WASHINGTON -- Congress approved a sweeping bill yesterday to curtail disease prevention claims on food packages and require more nutrition information for virtually all foods in the grocery store.
The bill, the first comprehensive new legislation on food labels in two decades, is expected to end a three-year period of confusion about what claims food manufacturers could make for their products.
The measure was approved by a voice vote in the Senate. The House approved a similar version three months earlier. The two versions are so much alike that no conference between the two houses is considered necessary, and the legislation is likely to be sent to the White House today after a routine vote in the House.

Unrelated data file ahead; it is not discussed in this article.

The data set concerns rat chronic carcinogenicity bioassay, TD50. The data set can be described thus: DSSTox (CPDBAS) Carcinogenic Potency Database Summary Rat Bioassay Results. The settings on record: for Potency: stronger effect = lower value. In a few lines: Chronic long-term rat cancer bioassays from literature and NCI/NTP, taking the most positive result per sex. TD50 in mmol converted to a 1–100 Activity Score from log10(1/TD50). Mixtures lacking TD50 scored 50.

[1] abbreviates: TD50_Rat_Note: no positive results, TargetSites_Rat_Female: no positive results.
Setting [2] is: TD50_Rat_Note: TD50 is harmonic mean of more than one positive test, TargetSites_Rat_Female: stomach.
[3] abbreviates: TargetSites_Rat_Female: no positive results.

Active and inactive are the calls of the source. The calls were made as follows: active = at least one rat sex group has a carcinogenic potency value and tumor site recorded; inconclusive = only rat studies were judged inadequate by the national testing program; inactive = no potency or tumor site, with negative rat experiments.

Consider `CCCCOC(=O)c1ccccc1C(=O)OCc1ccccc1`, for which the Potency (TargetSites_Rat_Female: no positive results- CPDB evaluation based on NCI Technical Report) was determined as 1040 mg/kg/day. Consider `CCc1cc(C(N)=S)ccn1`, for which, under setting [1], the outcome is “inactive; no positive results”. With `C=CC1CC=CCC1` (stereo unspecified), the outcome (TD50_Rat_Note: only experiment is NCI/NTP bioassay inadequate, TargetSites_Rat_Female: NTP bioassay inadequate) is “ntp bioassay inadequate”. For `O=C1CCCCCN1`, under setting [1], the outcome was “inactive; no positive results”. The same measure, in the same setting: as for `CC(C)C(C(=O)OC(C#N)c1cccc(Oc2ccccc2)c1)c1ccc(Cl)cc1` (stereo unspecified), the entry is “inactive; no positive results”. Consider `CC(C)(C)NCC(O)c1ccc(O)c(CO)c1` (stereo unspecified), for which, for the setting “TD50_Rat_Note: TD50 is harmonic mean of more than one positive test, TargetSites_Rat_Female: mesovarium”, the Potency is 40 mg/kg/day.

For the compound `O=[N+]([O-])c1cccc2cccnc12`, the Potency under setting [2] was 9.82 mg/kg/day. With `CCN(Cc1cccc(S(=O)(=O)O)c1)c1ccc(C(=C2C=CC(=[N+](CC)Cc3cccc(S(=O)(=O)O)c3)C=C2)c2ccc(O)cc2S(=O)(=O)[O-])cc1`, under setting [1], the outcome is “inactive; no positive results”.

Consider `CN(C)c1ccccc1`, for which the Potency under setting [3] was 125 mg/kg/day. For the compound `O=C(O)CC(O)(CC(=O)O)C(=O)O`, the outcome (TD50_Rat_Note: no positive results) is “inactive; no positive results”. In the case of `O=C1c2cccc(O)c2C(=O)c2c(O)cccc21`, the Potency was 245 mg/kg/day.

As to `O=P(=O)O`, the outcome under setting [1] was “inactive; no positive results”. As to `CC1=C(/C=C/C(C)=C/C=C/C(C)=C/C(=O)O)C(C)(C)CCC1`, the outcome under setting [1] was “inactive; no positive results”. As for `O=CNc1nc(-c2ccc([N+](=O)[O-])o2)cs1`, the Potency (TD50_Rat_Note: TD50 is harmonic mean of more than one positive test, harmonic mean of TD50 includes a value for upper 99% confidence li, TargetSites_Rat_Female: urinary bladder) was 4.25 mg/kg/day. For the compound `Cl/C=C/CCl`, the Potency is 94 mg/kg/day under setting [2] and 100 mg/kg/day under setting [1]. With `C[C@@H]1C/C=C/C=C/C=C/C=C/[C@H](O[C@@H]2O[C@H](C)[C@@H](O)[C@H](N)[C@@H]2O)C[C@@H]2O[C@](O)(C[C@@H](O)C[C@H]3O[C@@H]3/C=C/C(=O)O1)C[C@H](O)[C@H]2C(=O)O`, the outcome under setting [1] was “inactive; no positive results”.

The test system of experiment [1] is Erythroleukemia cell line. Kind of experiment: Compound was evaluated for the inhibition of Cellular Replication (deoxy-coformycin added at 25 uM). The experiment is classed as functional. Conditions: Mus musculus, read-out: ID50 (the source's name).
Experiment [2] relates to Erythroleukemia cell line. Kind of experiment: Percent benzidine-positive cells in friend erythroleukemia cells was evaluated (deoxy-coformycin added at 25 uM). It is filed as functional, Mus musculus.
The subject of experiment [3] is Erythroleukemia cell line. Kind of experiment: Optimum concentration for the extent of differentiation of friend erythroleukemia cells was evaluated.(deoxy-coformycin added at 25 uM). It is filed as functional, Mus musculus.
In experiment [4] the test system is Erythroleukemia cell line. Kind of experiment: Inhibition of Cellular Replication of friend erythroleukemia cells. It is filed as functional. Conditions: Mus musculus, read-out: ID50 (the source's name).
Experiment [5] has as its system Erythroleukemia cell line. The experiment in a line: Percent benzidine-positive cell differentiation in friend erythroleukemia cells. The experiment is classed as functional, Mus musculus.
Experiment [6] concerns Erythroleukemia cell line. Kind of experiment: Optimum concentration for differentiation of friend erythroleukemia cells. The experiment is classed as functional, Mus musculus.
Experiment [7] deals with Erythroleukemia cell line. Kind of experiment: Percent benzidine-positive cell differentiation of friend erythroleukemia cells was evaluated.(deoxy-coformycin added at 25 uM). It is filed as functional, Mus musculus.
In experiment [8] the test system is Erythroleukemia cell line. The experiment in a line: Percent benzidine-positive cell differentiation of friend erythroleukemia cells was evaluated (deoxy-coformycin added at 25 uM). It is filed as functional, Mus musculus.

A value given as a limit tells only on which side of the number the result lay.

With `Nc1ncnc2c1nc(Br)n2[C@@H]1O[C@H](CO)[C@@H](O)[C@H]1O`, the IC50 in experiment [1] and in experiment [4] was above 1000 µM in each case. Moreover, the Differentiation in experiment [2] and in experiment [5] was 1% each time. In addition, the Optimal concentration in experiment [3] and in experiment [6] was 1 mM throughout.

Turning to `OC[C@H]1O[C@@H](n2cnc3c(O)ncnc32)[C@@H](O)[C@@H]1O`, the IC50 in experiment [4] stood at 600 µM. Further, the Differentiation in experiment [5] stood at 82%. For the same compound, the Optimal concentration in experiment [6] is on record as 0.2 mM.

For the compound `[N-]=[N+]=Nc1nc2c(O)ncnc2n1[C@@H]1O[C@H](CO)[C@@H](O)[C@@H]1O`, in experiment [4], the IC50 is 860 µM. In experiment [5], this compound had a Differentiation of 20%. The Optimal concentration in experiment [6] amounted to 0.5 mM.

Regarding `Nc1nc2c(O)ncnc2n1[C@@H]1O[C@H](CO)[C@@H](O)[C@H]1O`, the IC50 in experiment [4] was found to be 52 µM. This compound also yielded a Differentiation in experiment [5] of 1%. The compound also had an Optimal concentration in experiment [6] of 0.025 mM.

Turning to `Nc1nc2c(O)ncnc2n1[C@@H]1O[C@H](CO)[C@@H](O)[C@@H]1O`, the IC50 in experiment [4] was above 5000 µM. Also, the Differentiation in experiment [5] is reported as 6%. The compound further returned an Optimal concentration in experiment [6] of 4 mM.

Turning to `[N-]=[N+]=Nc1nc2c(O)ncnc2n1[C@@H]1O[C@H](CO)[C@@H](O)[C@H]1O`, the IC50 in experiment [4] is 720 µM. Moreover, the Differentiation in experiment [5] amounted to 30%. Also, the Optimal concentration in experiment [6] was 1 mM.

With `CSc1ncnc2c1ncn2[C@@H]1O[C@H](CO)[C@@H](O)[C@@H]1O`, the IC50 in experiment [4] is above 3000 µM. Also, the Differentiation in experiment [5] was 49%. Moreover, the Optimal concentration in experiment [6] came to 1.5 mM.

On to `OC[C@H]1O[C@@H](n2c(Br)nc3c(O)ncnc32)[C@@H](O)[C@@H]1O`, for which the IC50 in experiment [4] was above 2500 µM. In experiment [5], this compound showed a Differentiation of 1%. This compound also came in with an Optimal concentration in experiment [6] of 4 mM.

President Bush is expected to sign the bill, congressional leaders said.
The measure requires the Food and Drug Administration to create a list of a few claims that may be made by food makers and to disallow claims, for example, that some cereals or doughnuts contain fiber and thus may reduce the risk of cancer, or that peanut butter contains no cholesterol and therefore may reduce the risk of heart disease.
Each claim must be based on scientific proof. For example, a food maker could state that foods low in saturated fat, when part of a reasonable diet, can help reduce the chances of getting heart disease.
On nutritional labeling, the legislation requires the addition of several new items, including the numbers of calories from fat, the amount of fiber, the amount of saturated fat and the amount of cholesterol.
Labeling will be extended to fresh fruits and produce. Their labels will most likely be on signs on shelves.